Chi-Ha production and evolution
By September 1939, around 300 units had been produced, and quickly tried in China. A more violent baptism of fire was received against Russian armor at Nomonhan Plateau (Battle of Khalkin Gol). Despite having good performances, these tanks proved themselves ill-matched against most Russian tanks, including lightly protected models like the BT-5 and BT-7. The Soviet models possessed high velocity 45 mm (1.77 in) main guns, which outranged the Japanese tanks. The Type 97 infantry gun proved useless during these engagements. The reports made after these events prompted an upgunning and upgrade effort inside the army. A new 47 mm (1.85 in) high velocity gun was developed and tried at the beginning of 1941. This new Type 1 gun required turret modifications, which resulted in the main variant of the type, the Type 97 Chi-Ha Kai. The Chi-Ha production ended early in 1942, with a total of 1162 being delivered. The production line was adapted for the new improved model.
The Type 97 Chi-Ha Kai (Sometimes called “Shinhoto Chi-Ha”) was simply a rearmed model, using the new Type 1 47 mm (1.85 in) army gun. This long-barrel (2.5 m), high muzzle velocity (730 m/s) gun was developed when the Type 94 model proved insufficient to defeat the armor of most Russian tanks of the 1939-40 generation. The gun itself had been tested since 1938, and was at first rejected because of poor performance. But, after some improvements, it was adopted by the IJA general staff as the new main antitank gun.
A tank variant was developed by Osaka Arsenal, most being given to the new Chi-Ha Kai. It had better performance, a muzzle velocity of 830 m/s (2,723 ft/s) and a maximum range of 6,900 m (7,546 yd). A total of 2300 of these guns were produced until 1945. The first Chi-Ha Kai prototype was ready only at the end of 1941, and production began early in 1942. This new model completely replaced the Chi-Ha on the factory line. When production finally stopped in 1943, 930 had been delivered, despite an army request for more than 2500. This was mostly due to the lack of raw materials the Japanese industry suffered daily. However, the Chi-Ha Kai design was largely incorporated into the new Type 1 Chi-He and derivatives.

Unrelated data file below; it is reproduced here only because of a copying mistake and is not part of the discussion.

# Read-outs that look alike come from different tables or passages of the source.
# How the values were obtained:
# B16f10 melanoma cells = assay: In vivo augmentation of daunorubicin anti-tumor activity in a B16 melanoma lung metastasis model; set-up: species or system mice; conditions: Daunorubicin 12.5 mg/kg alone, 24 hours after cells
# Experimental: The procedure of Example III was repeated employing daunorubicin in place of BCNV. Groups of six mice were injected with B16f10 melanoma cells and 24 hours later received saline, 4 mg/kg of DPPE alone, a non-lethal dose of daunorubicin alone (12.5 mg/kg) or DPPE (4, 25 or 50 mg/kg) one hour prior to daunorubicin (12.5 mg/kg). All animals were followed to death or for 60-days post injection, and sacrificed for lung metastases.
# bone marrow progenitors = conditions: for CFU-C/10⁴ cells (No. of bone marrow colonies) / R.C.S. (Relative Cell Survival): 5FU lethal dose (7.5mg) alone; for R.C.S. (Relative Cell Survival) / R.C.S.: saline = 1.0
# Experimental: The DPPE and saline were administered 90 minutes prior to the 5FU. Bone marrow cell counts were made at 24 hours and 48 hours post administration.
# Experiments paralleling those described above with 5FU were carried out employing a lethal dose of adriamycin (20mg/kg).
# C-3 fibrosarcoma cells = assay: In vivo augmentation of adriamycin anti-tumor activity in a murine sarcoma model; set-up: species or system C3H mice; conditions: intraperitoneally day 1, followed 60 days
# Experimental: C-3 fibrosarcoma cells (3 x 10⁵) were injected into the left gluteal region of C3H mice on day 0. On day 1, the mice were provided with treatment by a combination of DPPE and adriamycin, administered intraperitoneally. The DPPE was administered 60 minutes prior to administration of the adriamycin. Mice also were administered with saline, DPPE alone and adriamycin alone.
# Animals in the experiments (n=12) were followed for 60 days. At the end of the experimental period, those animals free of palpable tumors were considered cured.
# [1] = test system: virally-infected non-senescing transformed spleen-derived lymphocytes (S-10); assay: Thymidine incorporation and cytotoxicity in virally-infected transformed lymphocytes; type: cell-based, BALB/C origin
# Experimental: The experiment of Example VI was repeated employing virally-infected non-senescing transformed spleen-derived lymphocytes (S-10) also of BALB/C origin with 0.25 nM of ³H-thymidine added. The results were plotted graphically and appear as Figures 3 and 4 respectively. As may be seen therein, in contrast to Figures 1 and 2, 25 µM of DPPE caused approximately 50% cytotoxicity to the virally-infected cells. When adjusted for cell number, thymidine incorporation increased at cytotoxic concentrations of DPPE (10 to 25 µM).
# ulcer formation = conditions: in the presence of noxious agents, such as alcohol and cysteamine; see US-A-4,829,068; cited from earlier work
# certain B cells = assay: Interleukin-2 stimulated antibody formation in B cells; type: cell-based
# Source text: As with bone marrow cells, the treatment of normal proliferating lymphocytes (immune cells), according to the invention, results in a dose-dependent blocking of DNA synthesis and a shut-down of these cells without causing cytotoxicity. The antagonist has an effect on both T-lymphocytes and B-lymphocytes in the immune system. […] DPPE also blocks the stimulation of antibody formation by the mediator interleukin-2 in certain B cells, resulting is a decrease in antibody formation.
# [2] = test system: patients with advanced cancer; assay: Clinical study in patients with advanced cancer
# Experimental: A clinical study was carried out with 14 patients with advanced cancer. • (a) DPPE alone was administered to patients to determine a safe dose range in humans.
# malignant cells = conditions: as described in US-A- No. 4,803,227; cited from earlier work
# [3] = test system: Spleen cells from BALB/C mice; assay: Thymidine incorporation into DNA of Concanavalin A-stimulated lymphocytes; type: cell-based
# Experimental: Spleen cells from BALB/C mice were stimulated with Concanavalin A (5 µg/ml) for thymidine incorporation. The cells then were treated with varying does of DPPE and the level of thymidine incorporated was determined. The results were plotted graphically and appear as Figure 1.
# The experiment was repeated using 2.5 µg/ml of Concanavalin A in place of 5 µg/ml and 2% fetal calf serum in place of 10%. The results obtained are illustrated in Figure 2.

As the most largely produced and tested medium tank, the chassis was found suitable to create countless specialized variants during the war.
Chi-Ha Short-Gun: An infantry support variant equipped with a 120 mm (4.72 in) short barreled gun, designed to support the Imperial Japanese Navy’s Special Naval Landing Forces (SNLF).
Type 4 Ho-Ro: Just 12 of these Self-Propelled Guns were produced on the Chassis of the Chi-Ha. It was armed with a 150 mm (5.9 in) short-barrel Type 38 howitzer.
Type 97 Shi-Ki: Command Tank variant. It has a smaller, unarmed turret topped with a large cupola and horseshoe-antenna. The 37 mm main armament was moved to the hull in place on the bow machine-gun.
The Chi-Ha was, along with the Ha-Go, formed the bulk of IJA and Navy armored forces in eastern Asia. They were the most often encountered Japanese tanks by the Allies during the entire conflict. It was largely deployed in China after the second invasion of 1937, easily outmatching the ill-equipped tank battalions of the National Revolutionary Army of China. Things became serious with the first deployment on the Russian border, during the incidents which led to the large scale battle of Nomonhan plateau, in September 1939. Here, only four Type 97s were incorporated into the 3rd Tank Regiment of the 1st Tank Corp under Lt. General Yasuoka Masaomi’s command. One of these, serving as the command tank, was stuck in a tank trap and burst into flames after being shot by several BT-5s, BT-7s, and AT guns. Others were disabled, proving their main gun was no match for the Russian long range, high muzzle velocity weapons. Manchurian Type 97s that remained, once again fought against Soviet forces in August 1945. By then, most Russian tanks were one generation ahead.